Wednesday, January 30, 2013

Penguins notebook: Malkin on verbal abuse: 'It was my fault' |

Here is a sports hero who actually took responsibility for verbal abuse--it wasn't his lady and he didn't have any consequences, but you know, this is adult behavior! (well, after the fact). I really wish we had more "role models"  like this. Kudos to you Malkin!

Penguins notebook: Malkin on verbal abuse: 'It was my fault' | TribLIVE: "Center Evgeni Malkin is taking ownership of his unprofessional behavior at the end of the Penguins' 5-2 loss to the Toronto Maple Leafs at Consol Energy Center on Wednesday.

Malkin was tagged with a game misconduct penalty after the game for verbally abusing an on-ice official. He was not suspended for the incident."

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Tuesday, January 15, 2013

This woman reaches out. Laura Cowan

Laura Cowan survived life in a very abusive situation--it was physical as well as verbal and emotional--She sent us this...I think she has totally turned her life around and now she gets the respect she deserves, what can we learn from her? she sent this in to show us all that if she can turn things around in the worst of circumstances, so can you! Check out what she has to say:

I'm a volunteer at the Domestic Violence Child Advocacy Center of Greater Cleveland. I'm a community activist, and a domestic violence advocate and a survivor of domestic violence. I've appeared on channel 3, channel 5 and channel 19, I was nominated and won for my community work in domestic violence from the American Red Cross Hero's award. I survived one of the most notorious domestic violence abuse cases in recent California history. My encounter with the twisted logic of abuse began in 1995 outside a motel room in Riverside. That’s when a spate of bad luck led me into a bizarre, four-year odyssey of polygamy, torture and psychological trauma. The case, involving 19 victims, made national headlines, even CNN, earning the abuser seven life terms in prison. As outrageous as it was, my story fits a typical pattern. It’s a story of fear so intense it strips victims of everything but the will to survive. Now a speaker, counselor and forceful advocate for abused women I would like to bring awareness to Domestic Violence. The LA Times did a multimedia piece on my story. please click on the links below to view it. The video, multi-media piece and story that the LA Times did on me and my family, are all the links below (there are 3 parts):,0,4263212.story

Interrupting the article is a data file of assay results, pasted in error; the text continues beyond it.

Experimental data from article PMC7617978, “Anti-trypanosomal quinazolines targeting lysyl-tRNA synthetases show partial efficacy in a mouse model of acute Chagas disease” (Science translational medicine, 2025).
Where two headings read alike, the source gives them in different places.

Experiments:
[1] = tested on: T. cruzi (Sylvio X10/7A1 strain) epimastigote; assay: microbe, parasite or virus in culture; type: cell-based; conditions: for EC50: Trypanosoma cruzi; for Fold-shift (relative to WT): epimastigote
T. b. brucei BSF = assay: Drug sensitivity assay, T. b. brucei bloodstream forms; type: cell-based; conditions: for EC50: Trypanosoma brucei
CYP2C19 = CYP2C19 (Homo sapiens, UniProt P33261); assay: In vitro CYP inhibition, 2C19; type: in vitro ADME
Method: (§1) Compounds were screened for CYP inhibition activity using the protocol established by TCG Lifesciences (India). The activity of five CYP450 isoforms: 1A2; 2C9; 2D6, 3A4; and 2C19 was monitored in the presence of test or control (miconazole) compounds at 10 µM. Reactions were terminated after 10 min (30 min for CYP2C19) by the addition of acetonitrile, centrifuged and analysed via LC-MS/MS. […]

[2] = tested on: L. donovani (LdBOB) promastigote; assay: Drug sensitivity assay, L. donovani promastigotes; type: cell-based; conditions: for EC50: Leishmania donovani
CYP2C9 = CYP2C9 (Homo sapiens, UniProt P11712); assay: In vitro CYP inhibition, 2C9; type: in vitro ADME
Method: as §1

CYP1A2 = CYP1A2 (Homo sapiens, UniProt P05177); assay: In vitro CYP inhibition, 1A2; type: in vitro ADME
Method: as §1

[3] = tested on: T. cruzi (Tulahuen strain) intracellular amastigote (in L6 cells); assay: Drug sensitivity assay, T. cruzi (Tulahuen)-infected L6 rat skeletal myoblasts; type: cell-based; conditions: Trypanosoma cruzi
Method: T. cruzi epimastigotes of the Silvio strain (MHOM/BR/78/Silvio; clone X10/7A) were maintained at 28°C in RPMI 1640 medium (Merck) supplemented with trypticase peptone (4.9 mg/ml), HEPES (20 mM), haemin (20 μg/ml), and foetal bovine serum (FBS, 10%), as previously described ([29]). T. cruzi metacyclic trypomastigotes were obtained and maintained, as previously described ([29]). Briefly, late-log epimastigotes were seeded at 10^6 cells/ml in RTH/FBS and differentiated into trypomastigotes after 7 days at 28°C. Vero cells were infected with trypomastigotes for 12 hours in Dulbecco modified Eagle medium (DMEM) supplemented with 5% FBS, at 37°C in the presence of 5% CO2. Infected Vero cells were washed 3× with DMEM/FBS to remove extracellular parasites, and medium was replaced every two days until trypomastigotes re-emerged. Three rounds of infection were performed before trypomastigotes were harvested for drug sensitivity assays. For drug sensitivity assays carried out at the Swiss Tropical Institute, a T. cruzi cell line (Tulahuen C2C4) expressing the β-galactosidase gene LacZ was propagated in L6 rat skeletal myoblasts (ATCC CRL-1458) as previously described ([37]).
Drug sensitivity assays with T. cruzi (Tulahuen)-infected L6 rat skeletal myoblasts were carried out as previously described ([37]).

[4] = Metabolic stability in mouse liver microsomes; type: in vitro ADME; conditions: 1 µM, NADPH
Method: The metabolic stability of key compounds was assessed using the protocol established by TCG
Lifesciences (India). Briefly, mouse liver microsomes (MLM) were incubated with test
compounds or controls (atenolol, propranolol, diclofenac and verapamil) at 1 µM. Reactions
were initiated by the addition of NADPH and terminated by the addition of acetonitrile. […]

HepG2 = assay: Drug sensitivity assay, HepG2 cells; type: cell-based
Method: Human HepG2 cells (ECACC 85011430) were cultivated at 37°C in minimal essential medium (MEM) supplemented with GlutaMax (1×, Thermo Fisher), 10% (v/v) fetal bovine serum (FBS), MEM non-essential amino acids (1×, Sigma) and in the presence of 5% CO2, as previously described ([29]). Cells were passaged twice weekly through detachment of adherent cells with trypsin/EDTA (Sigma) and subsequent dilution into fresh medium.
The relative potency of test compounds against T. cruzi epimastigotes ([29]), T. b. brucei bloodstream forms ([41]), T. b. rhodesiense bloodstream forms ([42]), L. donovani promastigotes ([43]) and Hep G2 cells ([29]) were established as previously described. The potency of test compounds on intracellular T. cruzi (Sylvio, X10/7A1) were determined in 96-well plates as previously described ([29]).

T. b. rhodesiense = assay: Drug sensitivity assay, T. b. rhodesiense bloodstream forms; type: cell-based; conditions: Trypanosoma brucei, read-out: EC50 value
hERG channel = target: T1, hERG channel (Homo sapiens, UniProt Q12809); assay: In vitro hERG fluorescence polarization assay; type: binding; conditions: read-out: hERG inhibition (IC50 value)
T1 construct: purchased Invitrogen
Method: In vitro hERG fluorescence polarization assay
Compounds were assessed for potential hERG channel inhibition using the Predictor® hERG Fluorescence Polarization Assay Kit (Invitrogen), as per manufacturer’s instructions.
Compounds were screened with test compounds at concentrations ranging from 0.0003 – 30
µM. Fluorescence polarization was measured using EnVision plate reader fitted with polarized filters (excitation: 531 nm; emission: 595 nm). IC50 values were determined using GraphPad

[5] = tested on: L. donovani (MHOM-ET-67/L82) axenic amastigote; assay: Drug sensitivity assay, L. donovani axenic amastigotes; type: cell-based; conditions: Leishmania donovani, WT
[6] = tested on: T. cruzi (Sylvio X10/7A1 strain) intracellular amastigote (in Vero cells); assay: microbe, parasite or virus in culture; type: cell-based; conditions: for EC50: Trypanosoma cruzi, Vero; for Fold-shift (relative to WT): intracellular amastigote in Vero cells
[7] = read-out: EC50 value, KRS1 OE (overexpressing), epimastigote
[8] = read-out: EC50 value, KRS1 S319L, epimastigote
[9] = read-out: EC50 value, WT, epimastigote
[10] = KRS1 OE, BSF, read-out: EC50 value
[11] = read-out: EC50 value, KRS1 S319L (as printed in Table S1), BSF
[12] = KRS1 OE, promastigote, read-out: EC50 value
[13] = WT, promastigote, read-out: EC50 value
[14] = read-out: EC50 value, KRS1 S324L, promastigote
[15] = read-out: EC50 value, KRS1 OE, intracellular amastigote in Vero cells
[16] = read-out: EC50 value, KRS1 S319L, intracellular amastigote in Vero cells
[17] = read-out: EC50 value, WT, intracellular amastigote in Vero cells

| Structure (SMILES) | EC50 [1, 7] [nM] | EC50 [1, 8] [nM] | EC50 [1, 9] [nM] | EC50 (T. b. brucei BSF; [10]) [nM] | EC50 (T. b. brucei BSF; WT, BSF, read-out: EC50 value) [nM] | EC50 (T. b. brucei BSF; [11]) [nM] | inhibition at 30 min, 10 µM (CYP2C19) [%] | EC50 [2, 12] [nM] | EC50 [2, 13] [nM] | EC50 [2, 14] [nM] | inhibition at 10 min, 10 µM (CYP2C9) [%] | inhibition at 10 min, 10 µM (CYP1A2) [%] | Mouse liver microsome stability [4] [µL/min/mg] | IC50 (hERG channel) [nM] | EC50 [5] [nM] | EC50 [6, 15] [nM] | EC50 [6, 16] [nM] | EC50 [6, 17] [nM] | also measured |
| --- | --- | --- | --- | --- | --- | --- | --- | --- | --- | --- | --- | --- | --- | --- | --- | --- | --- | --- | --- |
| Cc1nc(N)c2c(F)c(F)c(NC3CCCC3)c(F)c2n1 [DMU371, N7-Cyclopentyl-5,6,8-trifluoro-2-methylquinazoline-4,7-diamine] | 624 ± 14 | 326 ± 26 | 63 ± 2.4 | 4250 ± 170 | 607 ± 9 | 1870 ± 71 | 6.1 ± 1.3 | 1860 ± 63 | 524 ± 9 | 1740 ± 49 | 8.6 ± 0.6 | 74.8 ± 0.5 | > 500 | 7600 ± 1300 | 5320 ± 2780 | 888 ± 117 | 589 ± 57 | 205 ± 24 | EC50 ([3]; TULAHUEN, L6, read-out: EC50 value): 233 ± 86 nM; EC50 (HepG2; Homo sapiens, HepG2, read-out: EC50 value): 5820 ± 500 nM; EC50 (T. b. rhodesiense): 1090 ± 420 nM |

Friday, January 4, 2013

MADD - Social Host

I just picked up a flyer from Yucca Valley's admin office here is California. It intrigued me because it was titled , "Social Host ordinance." This is yet another law to deter drinking in underage youth. Basically, this ordinance makes it illegal and you libel if you serve alcohol to minors.  According to the pamphlet  over 90% of teens say home is the place where they get and drink alcohol.

I have trouble with this on many levels but the first is that you cannot legislate family morals and values. Once again government is stepping into our homes to take over, because they know better than us.

For all the parents I work with, they already KNOW that it is illegal to serve and host illegal drugs and alcohol to minors. They know this. so the the new "ordinance" does exactly what?